Gas bills to double for millions of German households
The city is also banning portable air conditioners, heaters and radiators, while only cold water will be available for hand washing in public buildings.
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“It’s no fun. But I hope the city community will go along with it,” said Onay.
READ ALSO: ‘Difficult winters ahead’: Germany sets out emergency energy saving measures
Lower Saxony’s businesses seem to be following suit. In an IHK survey, two-thirds of 500 companies questioned said they foresaw putting in place potential savings of up to 10 percent on gas and electricity.
Other cities have been reacting to the energy crisis, too.
In Leipzig, city bosses have decided on a phased plan with the aim of saving around 15 percent energy. They will reduce room temperatures in public buildings and have already started turning down lights on monuments at night.
View of the unlit Monument to the Battle of the Nations. Against the background of the looming energy crisis, Leipzig has switched off the lighting of around 240 public buildings and landmarks. Photo: picture alliance/dpa | Sebastian Willnow
In Munich there will be no hot water in district offices, room temperatures in public offices will be reduced to a maximum of 19C, while areas not in use will not be heated at all.
During the holidays, hot water will be turned off in all schools, and the lighting of municipal buildings such as the town hall on Marienplatz will be switched off.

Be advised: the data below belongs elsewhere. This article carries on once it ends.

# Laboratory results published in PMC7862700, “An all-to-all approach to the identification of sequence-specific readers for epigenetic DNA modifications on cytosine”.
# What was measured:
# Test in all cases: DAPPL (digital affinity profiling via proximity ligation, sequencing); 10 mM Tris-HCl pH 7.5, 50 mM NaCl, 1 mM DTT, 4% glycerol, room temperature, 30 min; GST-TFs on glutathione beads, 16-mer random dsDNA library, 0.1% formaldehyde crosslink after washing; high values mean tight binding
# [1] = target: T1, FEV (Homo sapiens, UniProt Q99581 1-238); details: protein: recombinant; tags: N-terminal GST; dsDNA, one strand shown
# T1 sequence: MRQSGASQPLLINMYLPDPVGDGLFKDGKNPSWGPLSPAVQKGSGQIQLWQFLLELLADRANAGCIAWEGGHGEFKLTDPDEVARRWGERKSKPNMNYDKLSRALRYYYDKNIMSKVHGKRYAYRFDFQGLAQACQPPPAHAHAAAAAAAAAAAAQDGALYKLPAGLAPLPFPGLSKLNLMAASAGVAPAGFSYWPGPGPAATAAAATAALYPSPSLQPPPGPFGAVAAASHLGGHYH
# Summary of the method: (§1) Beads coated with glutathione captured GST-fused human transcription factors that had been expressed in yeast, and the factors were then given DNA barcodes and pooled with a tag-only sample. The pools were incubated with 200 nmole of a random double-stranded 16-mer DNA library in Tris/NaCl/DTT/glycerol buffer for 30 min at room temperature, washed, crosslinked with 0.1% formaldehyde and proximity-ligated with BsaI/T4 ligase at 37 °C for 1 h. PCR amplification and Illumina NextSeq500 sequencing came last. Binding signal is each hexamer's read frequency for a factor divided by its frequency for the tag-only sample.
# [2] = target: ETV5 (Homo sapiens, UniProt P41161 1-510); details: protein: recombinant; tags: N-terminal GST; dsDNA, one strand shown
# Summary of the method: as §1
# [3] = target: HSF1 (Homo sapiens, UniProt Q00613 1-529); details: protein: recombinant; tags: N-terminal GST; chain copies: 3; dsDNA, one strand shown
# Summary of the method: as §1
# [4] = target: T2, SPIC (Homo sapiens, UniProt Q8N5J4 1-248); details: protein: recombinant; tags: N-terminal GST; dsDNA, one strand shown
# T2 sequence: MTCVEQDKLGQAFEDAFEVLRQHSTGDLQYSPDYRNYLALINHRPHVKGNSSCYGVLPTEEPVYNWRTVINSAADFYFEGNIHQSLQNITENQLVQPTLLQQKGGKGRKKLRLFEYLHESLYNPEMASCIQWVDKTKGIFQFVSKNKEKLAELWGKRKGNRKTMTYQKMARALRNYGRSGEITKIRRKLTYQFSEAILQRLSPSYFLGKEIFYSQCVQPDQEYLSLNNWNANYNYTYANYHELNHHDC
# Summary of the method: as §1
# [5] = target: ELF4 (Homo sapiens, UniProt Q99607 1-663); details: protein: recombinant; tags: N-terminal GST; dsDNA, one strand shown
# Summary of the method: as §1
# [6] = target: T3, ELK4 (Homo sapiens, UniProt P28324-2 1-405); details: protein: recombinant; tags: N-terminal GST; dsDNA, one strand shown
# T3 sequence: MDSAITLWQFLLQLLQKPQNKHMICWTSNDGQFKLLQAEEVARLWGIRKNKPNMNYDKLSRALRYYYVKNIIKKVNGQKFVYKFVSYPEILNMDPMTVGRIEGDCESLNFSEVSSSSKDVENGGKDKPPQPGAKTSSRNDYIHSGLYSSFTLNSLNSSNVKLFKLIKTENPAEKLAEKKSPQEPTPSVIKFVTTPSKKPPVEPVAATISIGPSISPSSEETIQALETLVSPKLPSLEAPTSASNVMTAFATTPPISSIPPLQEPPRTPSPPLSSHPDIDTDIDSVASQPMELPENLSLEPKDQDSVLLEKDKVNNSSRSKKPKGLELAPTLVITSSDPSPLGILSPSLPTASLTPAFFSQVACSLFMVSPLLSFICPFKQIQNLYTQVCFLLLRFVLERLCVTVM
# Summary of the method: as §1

Meanwhile, Nuremberg has temporarily closed three of its four indoor swimming pools during the summer months to save energy.
According to the city’s calculations, Nuremberg’s indoor and outdoor swimming pools need 9.4 million kilowatt hours of district heating and about 800,000 kilowatt hours of gas per year. By closing the pools for 72 days, NürnbergBad frees up heating energy for 383 households or about 1,500 people in the city, as well as electricity for 789 households or 3,100 people.
In Stuttgart, the water in outdoor pools has been heated only by solar energy since July 1st. A spokesman for the city said this means there is no longer a guaranteed water temperature.
Tübingen is focusing on the massive expansion of renewable energy and the use of heat pumps. According to a spokesperson, lighting and heating are to be reduced to the minimum, too.
Earlier in July, the Bavarian city of Augsburg turned off its fountains, dimmed the facades of public buildings at night and is considering switching off some under-used traffic lights.
READ ALSO: How Germany is saving energy ahead of uncertain winter